The History of Boeing Company

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Company History:
The Boeing Company is the largest aerospace company in the world, thanks to its 1997 merger with McDonnell Douglas Corporation and its 1996 purchase of the defense and space units of Rockwell International Corporation. The corporation is the world 's number one maker of commercial jetliners and military aircraft. Boeing has more than 9,000 commercial aircraft in service worldwide, including the 717 through 777 families of jets and the MD-80, MD-90, and MD-11. In the defense sector, the company makes military aircraft, including fighter, transport, and attack aircraft; helicopters; and missiles. In addition to its position as the nation 's top NASA contractor--and the leader of the U.S. industry team for the International
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Boeing also purchased Varney Airlines, which began operation in 1925 and won almost every mail contract it applied for until it became overextended and had financial difficulties.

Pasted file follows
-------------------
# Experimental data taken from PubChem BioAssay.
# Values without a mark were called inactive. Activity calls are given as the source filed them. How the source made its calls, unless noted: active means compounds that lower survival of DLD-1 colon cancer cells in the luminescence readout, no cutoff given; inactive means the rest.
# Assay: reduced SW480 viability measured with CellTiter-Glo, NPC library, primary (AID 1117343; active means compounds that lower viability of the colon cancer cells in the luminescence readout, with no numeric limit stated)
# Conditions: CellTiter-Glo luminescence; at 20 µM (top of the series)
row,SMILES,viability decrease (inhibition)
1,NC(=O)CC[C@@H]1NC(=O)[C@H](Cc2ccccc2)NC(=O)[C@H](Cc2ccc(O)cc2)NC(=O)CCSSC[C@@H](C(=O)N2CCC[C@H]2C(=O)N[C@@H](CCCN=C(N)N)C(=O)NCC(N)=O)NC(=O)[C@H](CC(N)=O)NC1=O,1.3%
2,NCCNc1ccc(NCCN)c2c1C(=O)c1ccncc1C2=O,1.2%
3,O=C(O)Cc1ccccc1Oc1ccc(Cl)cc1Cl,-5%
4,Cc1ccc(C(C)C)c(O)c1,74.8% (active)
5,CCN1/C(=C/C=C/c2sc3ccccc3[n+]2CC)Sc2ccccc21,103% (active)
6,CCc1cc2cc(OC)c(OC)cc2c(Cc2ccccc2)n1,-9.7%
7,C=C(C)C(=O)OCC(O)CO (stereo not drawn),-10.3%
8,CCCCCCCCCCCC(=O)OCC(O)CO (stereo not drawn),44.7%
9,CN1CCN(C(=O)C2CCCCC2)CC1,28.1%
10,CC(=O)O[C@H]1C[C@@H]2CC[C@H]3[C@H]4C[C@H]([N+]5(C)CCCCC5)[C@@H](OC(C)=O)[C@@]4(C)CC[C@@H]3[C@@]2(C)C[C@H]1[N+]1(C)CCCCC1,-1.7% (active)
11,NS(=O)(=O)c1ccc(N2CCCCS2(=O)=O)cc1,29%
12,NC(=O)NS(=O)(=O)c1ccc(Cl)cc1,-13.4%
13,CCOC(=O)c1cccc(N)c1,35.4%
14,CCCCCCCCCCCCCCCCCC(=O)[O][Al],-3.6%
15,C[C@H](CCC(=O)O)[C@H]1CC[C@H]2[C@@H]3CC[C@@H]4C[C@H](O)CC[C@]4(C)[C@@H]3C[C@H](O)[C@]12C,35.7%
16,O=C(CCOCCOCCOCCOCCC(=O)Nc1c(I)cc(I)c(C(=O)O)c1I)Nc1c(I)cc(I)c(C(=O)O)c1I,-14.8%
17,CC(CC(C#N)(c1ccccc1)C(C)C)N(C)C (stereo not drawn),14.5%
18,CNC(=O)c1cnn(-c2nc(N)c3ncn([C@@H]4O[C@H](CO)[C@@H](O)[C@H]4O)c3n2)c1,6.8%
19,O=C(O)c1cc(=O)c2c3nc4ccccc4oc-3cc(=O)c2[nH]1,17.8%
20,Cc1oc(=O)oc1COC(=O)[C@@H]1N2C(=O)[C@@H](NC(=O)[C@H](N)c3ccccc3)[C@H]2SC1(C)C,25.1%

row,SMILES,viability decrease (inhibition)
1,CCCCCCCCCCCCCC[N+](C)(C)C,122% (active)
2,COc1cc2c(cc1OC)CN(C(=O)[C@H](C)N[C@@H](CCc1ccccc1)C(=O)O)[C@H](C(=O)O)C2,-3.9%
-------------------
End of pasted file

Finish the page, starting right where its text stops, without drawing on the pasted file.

1929-34: 'United ' Era

With the addition of National Air Transport, Boeing 's airline holdings formed the original United Air Lines. In 1928 all these companies were organized under a holding company called the Boeing Aircraft and Transportation Company. In 1929 a larger holding company was formed, the United Aircraft and Transportation Company. Included in this group were the 'United ' airlines and Stout Airlines; Pratt & Whitney (engines); Boeing, Sikorsky, Northrop, and Stearman (manufacturers); and Standard Steel Prop and Hamilton Aero Manufacturing (propellers). Boeing was made chairman of the company and Fred Rentschler of Pratt & Whitney was named president.

Boeing and Rentschler became extremely wealthy in this reorganization by exchanging stock with the holding company in a method similar to J.P. Morgan 's controversial capital manipulation. They multiplied their original investments by a factor of as much as 200,000 times. It was, however, entirely legal at the time. In 1933 the government conducted an investigation of fraud and other illegal practices in the airline industry. Boeing was called upon to testify and explain his windfall profits before a Senate investigating
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